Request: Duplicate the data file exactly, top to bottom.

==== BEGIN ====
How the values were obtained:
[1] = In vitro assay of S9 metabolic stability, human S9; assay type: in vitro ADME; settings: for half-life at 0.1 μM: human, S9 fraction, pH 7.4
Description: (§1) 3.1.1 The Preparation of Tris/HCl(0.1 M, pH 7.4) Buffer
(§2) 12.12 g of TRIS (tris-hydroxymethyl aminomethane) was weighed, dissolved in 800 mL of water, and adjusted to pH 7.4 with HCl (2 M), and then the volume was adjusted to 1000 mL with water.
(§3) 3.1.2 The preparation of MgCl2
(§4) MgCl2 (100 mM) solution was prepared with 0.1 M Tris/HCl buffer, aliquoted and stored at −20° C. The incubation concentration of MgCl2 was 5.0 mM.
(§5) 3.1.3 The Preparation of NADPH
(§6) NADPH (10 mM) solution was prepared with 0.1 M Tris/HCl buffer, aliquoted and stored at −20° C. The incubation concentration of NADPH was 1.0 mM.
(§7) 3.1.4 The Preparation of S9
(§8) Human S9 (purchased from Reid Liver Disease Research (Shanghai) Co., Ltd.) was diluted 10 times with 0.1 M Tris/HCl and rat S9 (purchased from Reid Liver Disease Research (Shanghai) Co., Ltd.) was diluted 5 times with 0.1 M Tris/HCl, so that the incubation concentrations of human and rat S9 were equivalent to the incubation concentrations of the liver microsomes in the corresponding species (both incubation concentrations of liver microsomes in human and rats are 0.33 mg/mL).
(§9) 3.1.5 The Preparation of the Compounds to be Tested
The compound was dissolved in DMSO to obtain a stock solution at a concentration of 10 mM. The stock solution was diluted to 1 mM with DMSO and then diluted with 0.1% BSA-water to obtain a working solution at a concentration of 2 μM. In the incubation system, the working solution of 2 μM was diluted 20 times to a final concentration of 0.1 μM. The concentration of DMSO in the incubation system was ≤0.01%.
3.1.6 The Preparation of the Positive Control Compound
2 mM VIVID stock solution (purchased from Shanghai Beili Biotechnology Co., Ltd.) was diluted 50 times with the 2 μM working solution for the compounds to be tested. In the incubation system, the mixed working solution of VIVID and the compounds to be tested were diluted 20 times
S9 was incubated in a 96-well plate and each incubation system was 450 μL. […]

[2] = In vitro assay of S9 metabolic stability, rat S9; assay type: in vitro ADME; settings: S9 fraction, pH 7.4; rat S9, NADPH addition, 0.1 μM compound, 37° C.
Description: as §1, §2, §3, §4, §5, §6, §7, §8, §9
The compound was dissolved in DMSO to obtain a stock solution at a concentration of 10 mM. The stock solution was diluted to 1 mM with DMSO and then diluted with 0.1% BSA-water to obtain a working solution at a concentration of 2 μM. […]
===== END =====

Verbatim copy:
How the values were obtained:
[1] = In vitro assay of S9 metabolic stability, human S9; assay type: in vitro ADME; settings: for half-life at 0.1 μM: human, S9 fraction, pH 7.4
Description: (§1) 3.1.1 The Preparation of Tris/HCl(0.1 M, pH 7.4) Buffer
(§2) 12.12 g of TRIS (tris-hydroxymethyl aminomethane) was weighed, dissolved in 800 mL of water, and adjusted to pH 7.4 with HCl (2 M), and then the volume was adjusted to 1000 mL with water.
(§3) 3.1.2 The preparation of MgCl2
(§4) MgCl2 (100 mM) solution was prepared with 0.1 M Tris/HCl buffer, aliquoted and stored at −20° C. The incubation concentration of MgCl2 was 5.0 mM.
(§5) 3.1.3 The Preparation of NADPH
(§6) NADPH (10 mM) solution was prepared with 0.1 M Tris/HCl buffer, aliquoted and stored at −20° C. The incubation concentration of NADPH was 1.0 mM.
(§7) 3.1.4 The Preparation of S9
(§8) Human S9 (purchased from Reid Liver Disease Research (Shanghai) Co., Ltd.) was diluted 10 times with 0.1 M Tris/HCl and rat S9 (purchased from Reid Liver Disease Research (Shanghai) Co., Ltd.) was diluted 5 times with 0.1 M Tris/HCl, so that the incubation concentrations of human and rat S9 were equivalent to the incubation concentrations of the liver microsomes in the corresponding species (both incubation concentrations of liver microsomes in human and rats are 0.33 mg/mL).
(§9) 3.1.5 The Preparation of the Compounds to be Tested
The compound was dissolved in DMSO to obtain a stock solution at a concentration of 10 mM. The stock solution was diluted to 1 mM with DMSO and then diluted with 0.1% BSA-water to obtain a working solution at a concentration of 2 μM. In the incubation system, the working solution of 2 μM was diluted 20 times to a final concentration of 0.1 μM. The concentration of DMSO in the incubation system was ≤0.01%.
3.1.6 The Preparation of the Positive Control Compound
2 mM VIVID stock solution (purchased from Shanghai Beili Biotechnology Co., Ltd.) was diluted 50 times with the 2 μM working solution for the compounds to be tested. In the incubation system, the mixed working solution of VIVID and the compounds to be tested were diluted 20 times
S9 was incubated in a 96-well plate and each incubation system was 450 μL. […]

[2] = In vitro assay of S9 metabolic stability, rat S9; assay type: in vitro ADME; settings: S9 fraction, pH 7.4; rat S9, NADPH addition, 0.1 μM compound, 37° C.
Description: as §1, §2, §3, §4, §5, §6, §7, §8, §9
The compound was dissolved in DMSO to obtain a stock solution at a concentration of 10 mM. The stock solution was diluted to 1 mM with DMSO and then diluted with 0.1% BSA-water to obtain a working solution at a concentration of 2 μM. […]